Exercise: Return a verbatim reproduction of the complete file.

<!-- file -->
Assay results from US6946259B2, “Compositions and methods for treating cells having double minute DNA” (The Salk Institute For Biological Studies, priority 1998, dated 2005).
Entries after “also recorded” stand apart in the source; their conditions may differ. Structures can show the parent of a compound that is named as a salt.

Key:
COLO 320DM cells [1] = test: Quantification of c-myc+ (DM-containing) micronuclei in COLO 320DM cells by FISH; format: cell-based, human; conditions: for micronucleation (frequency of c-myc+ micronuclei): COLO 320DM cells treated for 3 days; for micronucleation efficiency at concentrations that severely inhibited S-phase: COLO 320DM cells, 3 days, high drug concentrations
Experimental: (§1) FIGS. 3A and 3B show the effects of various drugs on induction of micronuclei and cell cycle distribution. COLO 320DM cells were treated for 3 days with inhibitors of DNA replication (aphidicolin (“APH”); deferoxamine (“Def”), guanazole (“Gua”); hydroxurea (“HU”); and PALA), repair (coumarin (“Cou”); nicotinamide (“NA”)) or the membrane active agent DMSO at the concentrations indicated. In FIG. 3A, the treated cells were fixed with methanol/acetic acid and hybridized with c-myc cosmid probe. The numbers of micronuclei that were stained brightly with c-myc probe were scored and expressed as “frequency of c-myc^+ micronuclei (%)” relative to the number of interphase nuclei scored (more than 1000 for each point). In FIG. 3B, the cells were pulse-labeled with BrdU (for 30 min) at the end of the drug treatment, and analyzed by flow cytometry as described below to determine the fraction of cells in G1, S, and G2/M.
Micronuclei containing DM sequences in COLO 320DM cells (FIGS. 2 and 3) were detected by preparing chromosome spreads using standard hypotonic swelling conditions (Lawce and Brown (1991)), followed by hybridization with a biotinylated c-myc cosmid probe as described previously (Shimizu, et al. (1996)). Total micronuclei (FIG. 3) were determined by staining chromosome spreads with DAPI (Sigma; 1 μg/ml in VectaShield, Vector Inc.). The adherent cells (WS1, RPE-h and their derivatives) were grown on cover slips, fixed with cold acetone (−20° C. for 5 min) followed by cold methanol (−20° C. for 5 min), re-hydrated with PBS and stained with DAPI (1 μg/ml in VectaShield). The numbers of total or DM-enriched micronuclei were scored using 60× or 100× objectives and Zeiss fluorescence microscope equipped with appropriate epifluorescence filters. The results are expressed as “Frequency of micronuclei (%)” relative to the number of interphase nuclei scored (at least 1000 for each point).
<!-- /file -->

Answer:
Assay results from US6946259B2, “Compositions and methods for treating cells having double minute DNA” (The Salk Institute For Biological Studies, priority 1998, dated 2005).
Entries after “also recorded” stand apart in the source; their conditions may differ. Structures can show the parent of a compound that is named as a salt.

Key:
COLO 320DM cells [1] = test: Quantification of c-myc+ (DM-containing) micronuclei in COLO 320DM cells by FISH; format: cell-based, human; conditions: for micronucleation (frequency of c-myc+ micronuclei): COLO 320DM cells treated for 3 days; for micronucleation efficiency at concentrations that severely inhibited S-phase: COLO 320DM cells, 3 days, high drug concentrations
Experimental: (§1) FIGS. 3A and 3B show the effects of various drugs on induction of micronuclei and cell cycle distribution. COLO 320DM cells were treated for 3 days with inhibitors of DNA replication (aphidicolin (“APH”); deferoxamine (“Def”), guanazole (“Gua”); hydroxurea (“HU”); and PALA), repair (coumarin (“Cou”); nicotinamide (“NA”)) or the membrane active agent DMSO at the concentrations indicated. In FIG. 3A, the treated cells were fixed with methanol/acetic acid and hybridized with c-myc cosmid probe. The numbers of micronuclei that were stained brightly with c-myc probe were scored and expressed as “frequency of c-myc^+ micronuclei (%)” relative to the number of interphase nuclei scored (more than 1000 for each point). In FIG. 3B, the cells were pulse-labeled with BrdU (for 30 min) at the end of the drug treatment, and analyzed by flow cytometry as described below to determine the fraction of cells in G1, S, and G2/M.
Micronuclei containing DM sequences in COLO 320DM cells (FIGS. 2 and 3) were detected by preparing chromosome spreads using standard hypotonic swelling conditions (Lawce and Brown (1991)), followed by hybridization with a biotinylated c-myc cosmid probe as described previously (Shimizu, et al. (1996)). Total micronuclei (FIG. 3) were determined by staining chromosome spreads with DAPI (Sigma; 1 μg/ml in VectaShield, Vector Inc.). The adherent cells (WS1, RPE-h and their derivatives) were grown on cover slips, fixed with cold acetone (−20° C. for 5 min) followed by cold methanol (−20° C. for 5 min), re-hydrated with PBS and stained with DAPI (1 μg/ml in VectaShield). The numbers of total or DM-enriched micronuclei were scored using 60× or 100× objectives and Zeiss fluorescence microscope equipped with appropriate epifluorescence filters. The results are expressed as “Frequency of micronuclei (%)” relative to the number of interphase nuclei scored (at least 1000 for each point).